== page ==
The state of Oregon is on the cusp of becoming the second state in the country, after California, to adopt a cap-and-trade program. Consequently, the trucking industry is preparing a last-minute fight to prevent this monumental cap and trade legislation.
This new resolve to fight the bill comes just one day after the Oregon House passed House Bill 2020 which is an attempt to address the state’s carbon emission reduction goals.
The Oregon Senate is ready to vote on the new legislation. “Not only do we need three “no” votes from the Democrats, we need to hold Republicans to their (no) votes,” said the Oregon Trucking Associations (OTA) president Jana Jarvis. Jarvis’s statement comes from a conference call to members in a flurry of activity to lobby against the legislation.
As the battle looms, it’s clear that Senate Democrats can stand only to surrender two votes and still have enough votes to get the bill passed with a simple majority. In fact, one Democratic Senator, Betsy Johnson of Scappoose, is strongly in the camp against the bill. Therefore, only two more Democrats need to change their position in order for the bill to end up being stopped.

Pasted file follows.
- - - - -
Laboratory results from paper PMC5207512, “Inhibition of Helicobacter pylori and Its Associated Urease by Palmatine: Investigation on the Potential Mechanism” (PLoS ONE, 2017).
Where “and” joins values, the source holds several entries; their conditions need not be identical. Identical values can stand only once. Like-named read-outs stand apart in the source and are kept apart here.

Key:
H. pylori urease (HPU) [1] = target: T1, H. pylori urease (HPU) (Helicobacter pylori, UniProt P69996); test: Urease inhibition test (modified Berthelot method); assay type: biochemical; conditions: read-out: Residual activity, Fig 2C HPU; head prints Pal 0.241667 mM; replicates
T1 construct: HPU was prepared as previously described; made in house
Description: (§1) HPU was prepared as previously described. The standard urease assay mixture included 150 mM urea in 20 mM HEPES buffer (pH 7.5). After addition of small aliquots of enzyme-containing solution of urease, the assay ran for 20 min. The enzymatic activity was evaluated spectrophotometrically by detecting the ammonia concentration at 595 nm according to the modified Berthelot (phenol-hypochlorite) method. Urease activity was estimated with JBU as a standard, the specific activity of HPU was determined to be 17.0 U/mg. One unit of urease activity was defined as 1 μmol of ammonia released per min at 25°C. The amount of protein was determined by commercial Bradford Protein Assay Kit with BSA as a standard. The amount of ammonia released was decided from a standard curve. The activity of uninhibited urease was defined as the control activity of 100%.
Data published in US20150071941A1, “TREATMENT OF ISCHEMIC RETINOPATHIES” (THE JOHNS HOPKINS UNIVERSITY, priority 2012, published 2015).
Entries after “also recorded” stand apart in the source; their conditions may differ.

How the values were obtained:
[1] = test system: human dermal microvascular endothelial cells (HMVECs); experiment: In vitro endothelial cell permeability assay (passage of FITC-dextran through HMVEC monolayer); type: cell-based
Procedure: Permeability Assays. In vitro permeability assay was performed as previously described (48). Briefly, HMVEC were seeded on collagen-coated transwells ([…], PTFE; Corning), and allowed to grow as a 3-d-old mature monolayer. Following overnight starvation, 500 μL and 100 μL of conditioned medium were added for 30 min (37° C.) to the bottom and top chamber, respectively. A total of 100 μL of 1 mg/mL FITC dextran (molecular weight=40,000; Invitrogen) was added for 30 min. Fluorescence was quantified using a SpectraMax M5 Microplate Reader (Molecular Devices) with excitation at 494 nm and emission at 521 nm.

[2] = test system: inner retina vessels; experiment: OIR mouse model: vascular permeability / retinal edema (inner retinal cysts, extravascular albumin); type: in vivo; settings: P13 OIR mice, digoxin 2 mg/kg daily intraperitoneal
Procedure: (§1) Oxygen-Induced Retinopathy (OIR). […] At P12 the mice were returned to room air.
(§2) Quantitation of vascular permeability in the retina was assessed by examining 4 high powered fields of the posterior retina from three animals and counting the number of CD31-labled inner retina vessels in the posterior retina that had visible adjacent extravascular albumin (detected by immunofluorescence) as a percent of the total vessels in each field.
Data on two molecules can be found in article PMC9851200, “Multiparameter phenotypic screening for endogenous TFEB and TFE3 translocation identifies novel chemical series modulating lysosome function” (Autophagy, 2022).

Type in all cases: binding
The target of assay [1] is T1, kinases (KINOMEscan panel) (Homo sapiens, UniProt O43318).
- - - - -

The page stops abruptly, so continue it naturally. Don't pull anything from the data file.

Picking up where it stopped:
In the event House Bill 2020 becomes law, the legislation would mandate a mission to reduce greenhouse emissions by at least 45 percent below 1990 emissions levels by the year 2035. Furthermore, levels would need to be around 80 percent below the 1990 emissions levels in time for the year 2050.
The Cost Impact
As you can imagine, these mandates don’t sit well with the trucking industry who are deeply concerned about the cost impacts of the bill. In fact, some recent analysis of the bill suggested it would end up raising gasoline prices by 22 cents a gallon in the year 2021 and ultimately, up to $3 a gallon by 2050.
Jarvis says, “It’s been a concern because there is no plan to help our industry to transition to cleaner fuels.”
What do you all think about this bill’s impact on the trucking industry?